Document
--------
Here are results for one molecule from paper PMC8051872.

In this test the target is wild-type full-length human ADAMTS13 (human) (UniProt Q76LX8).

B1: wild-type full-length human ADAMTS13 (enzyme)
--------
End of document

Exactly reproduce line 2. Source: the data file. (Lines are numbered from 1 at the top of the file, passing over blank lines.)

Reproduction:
In this test the target is wild-type full-length human ADAMTS13 (human) (UniProt Q76LX8).